Jesus said, as a warning to us, as an instruction of how the world would be, “In this world, you have tribulation.”

Tribulation can also be translated, “great stress.” He forewarned us about what a fallen world would bring.

But what can make it worse is children and adults who whine and complain all the time and never learn to walk within the realities of a fallen world. When we have tribulation of any kind, Jesus admonishes us to “Take courage.”

Have courage, change your attitude from hurt to brave, from overwhelmed to “I can move through this with God’s grace.”

The habit of whining and complaining turns quickly into nagging and an attitude of self-absorption–which destroys hope, light and beauty. God is so clear about how he felt about the complaining of the Israelites. It led them to disbelief.

They wandered in the desert for 40 years because of their complaining hearts and disbelief. This story is a great warning to our children as we are teaching the this way. When we choose not to practice trusting God, turning our hearts to faith and thankfulness that we are not alone, we are prone to wander in wilderness in our lives.

It is not wrong to be sad or depressed because of a tragedy, because God is the one who supplied our ability to have emotions. We need and long for people who will sympathize with us, we need to have comfort for pain, brokenness, injustices in life. God wants to comfort us and we heal more quickly if we have someone who will help bear our burdens. For my sweet boy, this was a tragedy.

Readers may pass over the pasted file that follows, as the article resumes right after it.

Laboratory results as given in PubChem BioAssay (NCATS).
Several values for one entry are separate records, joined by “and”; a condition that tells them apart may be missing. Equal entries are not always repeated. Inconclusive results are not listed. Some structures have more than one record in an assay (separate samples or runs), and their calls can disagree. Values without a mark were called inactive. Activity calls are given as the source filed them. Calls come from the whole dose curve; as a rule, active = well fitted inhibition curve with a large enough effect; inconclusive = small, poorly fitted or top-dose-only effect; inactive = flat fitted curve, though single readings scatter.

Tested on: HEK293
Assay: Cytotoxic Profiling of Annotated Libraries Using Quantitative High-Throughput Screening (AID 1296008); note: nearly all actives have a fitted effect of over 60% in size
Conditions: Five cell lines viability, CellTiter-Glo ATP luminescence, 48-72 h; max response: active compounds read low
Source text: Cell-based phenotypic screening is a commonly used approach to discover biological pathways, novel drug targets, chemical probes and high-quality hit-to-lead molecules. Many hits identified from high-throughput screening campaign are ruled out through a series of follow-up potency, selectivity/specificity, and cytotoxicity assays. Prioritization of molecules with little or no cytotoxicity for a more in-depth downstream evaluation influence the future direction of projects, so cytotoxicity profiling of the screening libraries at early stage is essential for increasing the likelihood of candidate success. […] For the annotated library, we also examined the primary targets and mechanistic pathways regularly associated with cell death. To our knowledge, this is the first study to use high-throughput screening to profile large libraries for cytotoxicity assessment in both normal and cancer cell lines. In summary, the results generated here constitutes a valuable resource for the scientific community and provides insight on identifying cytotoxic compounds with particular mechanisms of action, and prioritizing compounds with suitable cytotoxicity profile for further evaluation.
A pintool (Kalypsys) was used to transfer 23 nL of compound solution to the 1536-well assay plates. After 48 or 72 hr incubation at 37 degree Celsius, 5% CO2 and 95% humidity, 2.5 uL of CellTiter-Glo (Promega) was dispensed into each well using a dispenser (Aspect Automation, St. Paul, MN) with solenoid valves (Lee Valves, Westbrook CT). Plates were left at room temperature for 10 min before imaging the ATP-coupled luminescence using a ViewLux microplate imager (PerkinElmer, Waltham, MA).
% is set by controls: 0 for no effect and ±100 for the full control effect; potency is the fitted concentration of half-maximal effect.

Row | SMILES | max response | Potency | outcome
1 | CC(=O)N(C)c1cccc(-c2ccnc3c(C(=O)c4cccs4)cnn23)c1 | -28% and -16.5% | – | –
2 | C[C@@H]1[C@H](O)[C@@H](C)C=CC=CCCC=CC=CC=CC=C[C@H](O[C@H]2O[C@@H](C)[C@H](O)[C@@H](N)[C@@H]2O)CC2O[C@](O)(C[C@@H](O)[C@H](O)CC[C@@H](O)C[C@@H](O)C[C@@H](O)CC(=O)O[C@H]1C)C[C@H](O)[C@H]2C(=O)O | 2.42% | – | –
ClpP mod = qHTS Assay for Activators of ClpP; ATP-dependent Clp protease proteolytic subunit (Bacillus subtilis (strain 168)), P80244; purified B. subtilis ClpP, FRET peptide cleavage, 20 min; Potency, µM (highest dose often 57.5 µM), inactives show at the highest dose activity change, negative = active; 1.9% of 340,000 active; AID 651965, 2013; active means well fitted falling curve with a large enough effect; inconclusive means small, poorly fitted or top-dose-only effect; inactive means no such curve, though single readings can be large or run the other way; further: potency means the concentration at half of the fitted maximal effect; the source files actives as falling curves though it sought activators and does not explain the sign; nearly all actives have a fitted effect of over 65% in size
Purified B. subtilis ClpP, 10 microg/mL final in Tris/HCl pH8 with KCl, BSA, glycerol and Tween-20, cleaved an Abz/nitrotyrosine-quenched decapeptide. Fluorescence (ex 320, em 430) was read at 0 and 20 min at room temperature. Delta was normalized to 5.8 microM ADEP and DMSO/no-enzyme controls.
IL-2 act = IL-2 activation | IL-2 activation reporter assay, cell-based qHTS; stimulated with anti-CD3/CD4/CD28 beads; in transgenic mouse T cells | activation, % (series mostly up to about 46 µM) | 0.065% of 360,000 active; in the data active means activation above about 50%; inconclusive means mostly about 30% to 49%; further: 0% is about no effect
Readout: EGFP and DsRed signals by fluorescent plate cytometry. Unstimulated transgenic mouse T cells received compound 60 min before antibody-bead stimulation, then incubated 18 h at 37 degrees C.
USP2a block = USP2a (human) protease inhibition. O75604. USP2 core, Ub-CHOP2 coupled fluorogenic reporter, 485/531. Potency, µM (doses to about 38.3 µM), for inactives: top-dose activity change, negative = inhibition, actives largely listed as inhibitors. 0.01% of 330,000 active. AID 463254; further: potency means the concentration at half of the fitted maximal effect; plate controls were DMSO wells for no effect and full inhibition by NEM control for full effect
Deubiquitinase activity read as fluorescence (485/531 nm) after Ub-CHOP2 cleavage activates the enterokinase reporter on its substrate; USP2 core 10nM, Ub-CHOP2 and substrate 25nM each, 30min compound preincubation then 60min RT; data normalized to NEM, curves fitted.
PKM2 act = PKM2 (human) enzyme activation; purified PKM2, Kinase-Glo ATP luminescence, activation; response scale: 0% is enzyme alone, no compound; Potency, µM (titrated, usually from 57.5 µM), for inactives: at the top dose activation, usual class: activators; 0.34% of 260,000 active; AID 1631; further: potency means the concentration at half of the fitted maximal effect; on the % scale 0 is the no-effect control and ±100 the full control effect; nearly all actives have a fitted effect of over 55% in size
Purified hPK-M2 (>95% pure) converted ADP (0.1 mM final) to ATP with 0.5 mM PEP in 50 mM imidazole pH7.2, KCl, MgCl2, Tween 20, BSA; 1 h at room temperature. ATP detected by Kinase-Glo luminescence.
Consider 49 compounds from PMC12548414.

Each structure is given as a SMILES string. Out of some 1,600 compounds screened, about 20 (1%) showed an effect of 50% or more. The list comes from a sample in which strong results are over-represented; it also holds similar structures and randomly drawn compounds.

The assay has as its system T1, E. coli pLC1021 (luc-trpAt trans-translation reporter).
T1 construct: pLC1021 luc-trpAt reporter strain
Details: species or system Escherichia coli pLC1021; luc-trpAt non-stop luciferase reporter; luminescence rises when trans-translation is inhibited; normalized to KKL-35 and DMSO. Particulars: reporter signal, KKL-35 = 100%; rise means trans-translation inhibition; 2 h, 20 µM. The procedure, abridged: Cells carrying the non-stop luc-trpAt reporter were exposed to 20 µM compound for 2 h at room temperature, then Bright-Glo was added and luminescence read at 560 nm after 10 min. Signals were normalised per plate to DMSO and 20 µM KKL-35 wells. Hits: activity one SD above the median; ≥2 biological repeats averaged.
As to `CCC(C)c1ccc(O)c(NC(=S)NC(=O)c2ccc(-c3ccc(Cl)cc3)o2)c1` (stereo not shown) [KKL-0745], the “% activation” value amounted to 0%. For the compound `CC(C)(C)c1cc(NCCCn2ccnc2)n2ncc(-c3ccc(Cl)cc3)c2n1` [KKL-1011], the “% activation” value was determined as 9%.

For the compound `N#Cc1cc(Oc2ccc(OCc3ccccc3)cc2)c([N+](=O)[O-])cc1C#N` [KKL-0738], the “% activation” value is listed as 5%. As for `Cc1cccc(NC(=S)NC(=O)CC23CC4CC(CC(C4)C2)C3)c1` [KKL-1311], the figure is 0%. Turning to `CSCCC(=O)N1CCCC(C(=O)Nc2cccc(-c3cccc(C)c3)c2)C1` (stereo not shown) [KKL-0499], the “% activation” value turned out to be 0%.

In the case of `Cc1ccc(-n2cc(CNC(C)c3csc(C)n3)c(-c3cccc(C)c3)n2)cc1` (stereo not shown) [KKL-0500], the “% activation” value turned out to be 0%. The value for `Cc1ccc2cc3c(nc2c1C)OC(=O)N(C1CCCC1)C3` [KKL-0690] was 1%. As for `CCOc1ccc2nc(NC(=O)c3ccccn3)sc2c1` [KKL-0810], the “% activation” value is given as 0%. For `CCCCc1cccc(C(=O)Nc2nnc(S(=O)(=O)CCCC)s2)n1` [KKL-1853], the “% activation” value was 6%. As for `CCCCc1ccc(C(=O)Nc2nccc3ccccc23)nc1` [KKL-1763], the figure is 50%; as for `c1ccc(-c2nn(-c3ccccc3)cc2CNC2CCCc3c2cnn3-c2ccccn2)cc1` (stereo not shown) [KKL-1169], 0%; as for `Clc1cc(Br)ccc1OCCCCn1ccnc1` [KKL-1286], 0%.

But for Joel to become emotionally healthy and strong, I had to help him learn not to stay in the complaining/whining place but to learn to move to an attitude of gratitude. “God will comfort me. God will help me grow stronger. God is just. He understands. He is with me.”

The past year, I have been reading lots of books dealing with healthy relationships and learning to recognize safe people–those that can be trusted to act in a healthy way and to grow in relational strength. One of the “unsafe” people is the one who blames everyone, who sees herself as a victim, and who never takes responsibility for the problems of life and never admits the consequences of her own foolish choices. Blaming others or God keeps one in the wilderness.

There is a point when staying in a place of blaming, complaining and being a victim becomes an unhealthy pattern and view of life.

But as moms, as women, we must understand that a habit of always complaining comes from choosing to see ourselves as victims and not trusting God with the difficulties of our lives.

Scripture tells us, “This is the day the Lord has made, we will rejoice, (as an act of our will), and be glad in it.